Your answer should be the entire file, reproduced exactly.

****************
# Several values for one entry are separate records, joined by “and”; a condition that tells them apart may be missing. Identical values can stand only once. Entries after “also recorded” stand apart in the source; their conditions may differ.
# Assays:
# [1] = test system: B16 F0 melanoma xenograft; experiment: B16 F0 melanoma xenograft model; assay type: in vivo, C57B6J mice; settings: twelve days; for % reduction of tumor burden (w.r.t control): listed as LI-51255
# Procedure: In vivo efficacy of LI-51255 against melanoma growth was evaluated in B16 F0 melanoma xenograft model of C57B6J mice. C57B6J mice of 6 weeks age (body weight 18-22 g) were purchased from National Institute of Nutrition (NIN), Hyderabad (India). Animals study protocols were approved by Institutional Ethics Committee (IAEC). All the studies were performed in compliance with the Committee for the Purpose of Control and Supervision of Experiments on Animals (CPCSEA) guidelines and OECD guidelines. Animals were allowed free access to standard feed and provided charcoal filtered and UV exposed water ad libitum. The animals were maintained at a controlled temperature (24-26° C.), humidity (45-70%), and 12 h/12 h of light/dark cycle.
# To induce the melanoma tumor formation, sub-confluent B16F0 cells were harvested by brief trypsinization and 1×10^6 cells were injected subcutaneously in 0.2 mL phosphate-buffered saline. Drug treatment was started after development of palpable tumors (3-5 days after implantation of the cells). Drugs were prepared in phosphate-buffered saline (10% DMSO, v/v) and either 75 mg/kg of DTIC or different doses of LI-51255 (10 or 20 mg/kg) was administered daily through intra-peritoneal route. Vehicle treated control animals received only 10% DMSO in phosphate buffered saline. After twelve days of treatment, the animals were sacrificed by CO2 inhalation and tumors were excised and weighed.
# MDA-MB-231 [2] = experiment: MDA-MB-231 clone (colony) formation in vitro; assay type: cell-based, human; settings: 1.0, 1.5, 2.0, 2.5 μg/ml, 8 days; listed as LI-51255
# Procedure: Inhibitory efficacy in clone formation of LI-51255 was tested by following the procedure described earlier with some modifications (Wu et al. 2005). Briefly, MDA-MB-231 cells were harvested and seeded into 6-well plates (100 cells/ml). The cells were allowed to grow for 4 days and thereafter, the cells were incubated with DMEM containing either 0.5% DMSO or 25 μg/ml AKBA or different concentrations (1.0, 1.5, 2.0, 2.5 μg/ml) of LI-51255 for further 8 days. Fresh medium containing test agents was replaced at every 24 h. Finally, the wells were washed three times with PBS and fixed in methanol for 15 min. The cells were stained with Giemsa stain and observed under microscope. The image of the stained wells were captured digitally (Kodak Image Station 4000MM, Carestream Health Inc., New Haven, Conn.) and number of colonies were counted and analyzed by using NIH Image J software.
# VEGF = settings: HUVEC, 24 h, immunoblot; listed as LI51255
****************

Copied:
# Several values for one entry are separate records, joined by “and”; a condition that tells them apart may be missing. Identical values can stand only once. Entries after “also recorded” stand apart in the source; their conditions may differ.
# Assays:
# [1] = test system: B16 F0 melanoma xenograft; experiment: B16 F0 melanoma xenograft model; assay type: in vivo, C57B6J mice; settings: twelve days; for % reduction of tumor burden (w.r.t control): listed as LI-51255
# Procedure: In vivo efficacy of LI-51255 against melanoma growth was evaluated in B16 F0 melanoma xenograft model of C57B6J mice. C57B6J mice of 6 weeks age (body weight 18-22 g) were purchased from National Institute of Nutrition (NIN), Hyderabad (India). Animals study protocols were approved by Institutional Ethics Committee (IAEC). All the studies were performed in compliance with the Committee for the Purpose of Control and Supervision of Experiments on Animals (CPCSEA) guidelines and OECD guidelines. Animals were allowed free access to standard feed and provided charcoal filtered and UV exposed water ad libitum. The animals were maintained at a controlled temperature (24-26° C.), humidity (45-70%), and 12 h/12 h of light/dark cycle.
# To induce the melanoma tumor formation, sub-confluent B16F0 cells were harvested by brief trypsinization and 1×10^6 cells were injected subcutaneously in 0.2 mL phosphate-buffered saline. Drug treatment was started after development of palpable tumors (3-5 days after implantation of the cells). Drugs were prepared in phosphate-buffered saline (10% DMSO, v/v) and either 75 mg/kg of DTIC or different doses of LI-51255 (10 or 20 mg/kg) was administered daily through intra-peritoneal route. Vehicle treated control animals received only 10% DMSO in phosphate buffered saline. After twelve days of treatment, the animals were sacrificed by CO2 inhalation and tumors were excised and weighed.
# MDA-MB-231 [2] = experiment: MDA-MB-231 clone (colony) formation in vitro; assay type: cell-based, human; settings: 1.0, 1.5, 2.0, 2.5 μg/ml, 8 days; listed as LI-51255
# Procedure: Inhibitory efficacy in clone formation of LI-51255 was tested by following the procedure described earlier with some modifications (Wu et al. 2005). Briefly, MDA-MB-231 cells were harvested and seeded into 6-well plates (100 cells/ml). The cells were allowed to grow for 4 days and thereafter, the cells were incubated with DMEM containing either 0.5% DMSO or 25 μg/ml AKBA or different concentrations (1.0, 1.5, 2.0, 2.5 μg/ml) of LI-51255 for further 8 days. Fresh medium containing test agents was replaced at every 24 h. Finally, the wells were washed three times with PBS and fixed in methanol for 15 min. The cells were stained with Giemsa stain and observed under microscope. The image of the stained wells were captured digitally (Kodak Image Station 4000MM, Carestream Health Inc., New Haven, Conn.) and number of colonies were counted and analyzed by using NIH Image J software.
# VEGF = settings: HUVEC, 24 h, immunoblot; listed as LI51255